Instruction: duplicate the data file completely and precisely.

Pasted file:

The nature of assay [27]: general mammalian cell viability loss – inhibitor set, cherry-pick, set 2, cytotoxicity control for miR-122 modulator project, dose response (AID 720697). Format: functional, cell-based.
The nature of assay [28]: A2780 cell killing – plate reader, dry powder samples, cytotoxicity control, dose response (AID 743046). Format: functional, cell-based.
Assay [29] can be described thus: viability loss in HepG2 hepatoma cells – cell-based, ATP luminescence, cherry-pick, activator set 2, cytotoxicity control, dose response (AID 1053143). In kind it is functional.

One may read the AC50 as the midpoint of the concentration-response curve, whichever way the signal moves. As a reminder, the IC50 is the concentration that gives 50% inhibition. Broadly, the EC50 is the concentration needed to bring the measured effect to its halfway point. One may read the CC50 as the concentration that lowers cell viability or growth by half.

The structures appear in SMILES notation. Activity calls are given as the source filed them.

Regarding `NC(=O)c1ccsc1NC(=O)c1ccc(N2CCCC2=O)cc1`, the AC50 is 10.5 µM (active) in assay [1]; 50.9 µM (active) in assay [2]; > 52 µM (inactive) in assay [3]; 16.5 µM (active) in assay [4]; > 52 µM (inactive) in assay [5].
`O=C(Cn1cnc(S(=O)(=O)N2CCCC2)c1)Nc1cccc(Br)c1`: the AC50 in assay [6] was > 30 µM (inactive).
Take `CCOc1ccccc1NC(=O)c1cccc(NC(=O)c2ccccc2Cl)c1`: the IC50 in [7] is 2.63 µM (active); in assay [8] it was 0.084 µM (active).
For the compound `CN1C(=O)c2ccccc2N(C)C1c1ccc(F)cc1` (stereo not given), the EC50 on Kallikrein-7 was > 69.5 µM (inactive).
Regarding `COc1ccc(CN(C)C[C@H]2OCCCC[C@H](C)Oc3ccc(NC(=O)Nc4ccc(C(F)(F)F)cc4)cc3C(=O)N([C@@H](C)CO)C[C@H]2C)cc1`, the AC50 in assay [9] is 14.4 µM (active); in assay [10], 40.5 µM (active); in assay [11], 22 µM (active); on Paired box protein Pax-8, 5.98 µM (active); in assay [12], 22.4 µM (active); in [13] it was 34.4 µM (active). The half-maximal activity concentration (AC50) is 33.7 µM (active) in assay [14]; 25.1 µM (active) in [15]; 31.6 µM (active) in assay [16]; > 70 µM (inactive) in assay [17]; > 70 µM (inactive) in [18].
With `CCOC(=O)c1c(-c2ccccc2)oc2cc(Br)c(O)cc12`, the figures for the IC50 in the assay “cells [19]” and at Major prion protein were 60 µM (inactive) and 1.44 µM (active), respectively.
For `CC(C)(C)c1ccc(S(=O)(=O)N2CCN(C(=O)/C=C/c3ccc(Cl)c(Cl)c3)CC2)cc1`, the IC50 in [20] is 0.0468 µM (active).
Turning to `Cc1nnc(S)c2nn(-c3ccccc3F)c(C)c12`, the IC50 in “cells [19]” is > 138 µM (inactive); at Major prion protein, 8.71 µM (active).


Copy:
The nature of assay [27]: general mammalian cell viability loss – inhibitor set, cherry-pick, set 2, cytotoxicity control for miR-122 modulator project, dose response (AID 720697). Format: functional, cell-based.
The nature of assay [28]: A2780 cell killing – plate reader, dry powder samples, cytotoxicity control, dose response (AID 743046). Format: functional, cell-based.
Assay [29] can be described thus: viability loss in HepG2 hepatoma cells – cell-based, ATP luminescence, cherry-pick, activator set 2, cytotoxicity control, dose response (AID 1053143). In kind it is functional.

One may read the AC50 as the midpoint of the concentration-response curve, whichever way the signal moves. As a reminder, the IC50 is the concentration that gives 50% inhibition. Broadly, the EC50 is the concentration needed to bring the measured effect to its halfway point. One may read the CC50 as the concentration that lowers cell viability or growth by half.

The structures appear in SMILES notation. Activity calls are given as the source filed them.

Regarding `NC(=O)c1ccsc1NC(=O)c1ccc(N2CCCC2=O)cc1`, the AC50 is 10.5 µM (active) in assay [1]; 50.9 µM (active) in assay [2]; > 52 µM (inactive) in assay [3]; 16.5 µM (active) in assay [4]; > 52 µM (inactive) in assay [5].
`O=C(Cn1cnc(S(=O)(=O)N2CCCC2)c1)Nc1cccc(Br)c1`: the AC50 in assay [6] was > 30 µM (inactive).
Take `CCOc1ccccc1NC(=O)c1cccc(NC(=O)c2ccccc2Cl)c1`: the IC50 in [7] is 2.63 µM (active); in assay [8] it was 0.084 µM (active).
For the compound `CN1C(=O)c2ccccc2N(C)C1c1ccc(F)cc1` (stereo not given), the EC50 on Kallikrein-7 was > 69.5 µM (inactive).
Regarding `COc1ccc(CN(C)C[C@H]2OCCCC[C@H](C)Oc3ccc(NC(=O)Nc4ccc(C(F)(F)F)cc4)cc3C(=O)N([C@@H](C)CO)C[C@H]2C)cc1`, the AC50 in assay [9] is 14.4 µM (active); in assay [10], 40.5 µM (active); in assay [11], 22 µM (active); on Paired box protein Pax-8, 5.98 µM (active); in assay [12], 22.4 µM (active); in [13] it was 34.4 µM (active). The half-maximal activity concentration (AC50) is 33.7 µM (active) in assay [14]; 25.1 µM (active) in [15]; 31.6 µM (active) in assay [16]; > 70 µM (inactive) in assay [17]; > 70 µM (inactive) in [18].
With `CCOC(=O)c1c(-c2ccccc2)oc2cc(Br)c(O)cc12`, the figures for the IC50 in the assay “cells [19]” and at Major prion protein were 60 µM (inactive) and 1.44 µM (active), respectively.
For `CC(C)(C)c1ccc(S(=O)(=O)N2CCN(C(=O)/C=C/c3ccc(Cl)c(Cl)c3)CC2)cc1`, the IC50 in [20] is 0.0468 µM (active).
Turning to `Cc1nnc(S)c2nn(-c3ccccc3F)c(C)c12`, the IC50 in “cells [19]” is > 138 µM (inactive); at Major prion protein, 8.71 µM (active).